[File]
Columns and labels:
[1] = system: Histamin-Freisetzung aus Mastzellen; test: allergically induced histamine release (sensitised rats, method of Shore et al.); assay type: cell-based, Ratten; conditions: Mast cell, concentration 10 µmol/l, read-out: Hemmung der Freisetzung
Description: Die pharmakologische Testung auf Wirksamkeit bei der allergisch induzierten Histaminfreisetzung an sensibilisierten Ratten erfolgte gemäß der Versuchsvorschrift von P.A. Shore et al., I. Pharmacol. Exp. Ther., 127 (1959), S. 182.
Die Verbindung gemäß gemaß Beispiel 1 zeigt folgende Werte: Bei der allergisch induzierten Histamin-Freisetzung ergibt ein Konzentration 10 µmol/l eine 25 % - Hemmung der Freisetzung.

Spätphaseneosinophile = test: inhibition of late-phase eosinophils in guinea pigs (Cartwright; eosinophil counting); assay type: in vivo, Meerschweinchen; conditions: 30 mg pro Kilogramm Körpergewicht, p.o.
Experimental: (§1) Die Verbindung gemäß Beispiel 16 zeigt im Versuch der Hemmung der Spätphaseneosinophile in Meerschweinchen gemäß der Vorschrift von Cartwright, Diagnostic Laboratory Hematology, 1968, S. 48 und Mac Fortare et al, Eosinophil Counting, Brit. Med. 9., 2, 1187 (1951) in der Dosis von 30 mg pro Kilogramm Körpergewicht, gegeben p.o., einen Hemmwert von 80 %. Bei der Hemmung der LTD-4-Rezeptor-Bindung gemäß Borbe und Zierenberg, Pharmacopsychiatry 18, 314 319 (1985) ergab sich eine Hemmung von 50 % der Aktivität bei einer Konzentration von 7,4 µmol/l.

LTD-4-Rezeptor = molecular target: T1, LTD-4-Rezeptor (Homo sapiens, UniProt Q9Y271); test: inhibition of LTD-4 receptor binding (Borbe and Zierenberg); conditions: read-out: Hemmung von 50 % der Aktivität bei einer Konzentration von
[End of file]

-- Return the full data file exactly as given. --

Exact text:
Columns and labels:
[1] = system: Histamin-Freisetzung aus Mastzellen; test: allergically induced histamine release (sensitised rats, method of Shore et al.); assay type: cell-based, Ratten; conditions: Mast cell, concentration 10 µmol/l, read-out: Hemmung der Freisetzung
Description: Die pharmakologische Testung auf Wirksamkeit bei der allergisch induzierten Histaminfreisetzung an sensibilisierten Ratten erfolgte gemäß der Versuchsvorschrift von P.A. Shore et al., I. Pharmacol. Exp. Ther., 127 (1959), S. 182.
Die Verbindung gemäß gemaß Beispiel 1 zeigt folgende Werte: Bei der allergisch induzierten Histamin-Freisetzung ergibt ein Konzentration 10 µmol/l eine 25 % - Hemmung der Freisetzung.

Spätphaseneosinophile = test: inhibition of late-phase eosinophils in guinea pigs (Cartwright; eosinophil counting); assay type: in vivo, Meerschweinchen; conditions: 30 mg pro Kilogramm Körpergewicht, p.o.
Experimental: (§1) Die Verbindung gemäß Beispiel 16 zeigt im Versuch der Hemmung der Spätphaseneosinophile in Meerschweinchen gemäß der Vorschrift von Cartwright, Diagnostic Laboratory Hematology, 1968, S. 48 und Mac Fortare et al, Eosinophil Counting, Brit. Med. 9., 2, 1187 (1951) in der Dosis von 30 mg pro Kilogramm Körpergewicht, gegeben p.o., einen Hemmwert von 80 %. Bei der Hemmung der LTD-4-Rezeptor-Bindung gemäß Borbe und Zierenberg, Pharmacopsychiatry 18, 314 319 (1985) ergab sich eine Hemmung von 50 % der Aktivität bei einer Konzentration von 7,4 µmol/l.

LTD-4-Rezeptor = molecular target: T1, LTD-4-Rezeptor (Homo sapiens, UniProt Q9Y271); test: inhibition of LTD-4 receptor binding (Borbe and Zierenberg); conditions: read-out: Hemmung von 50 % der Aktivität bei einer Konzentration von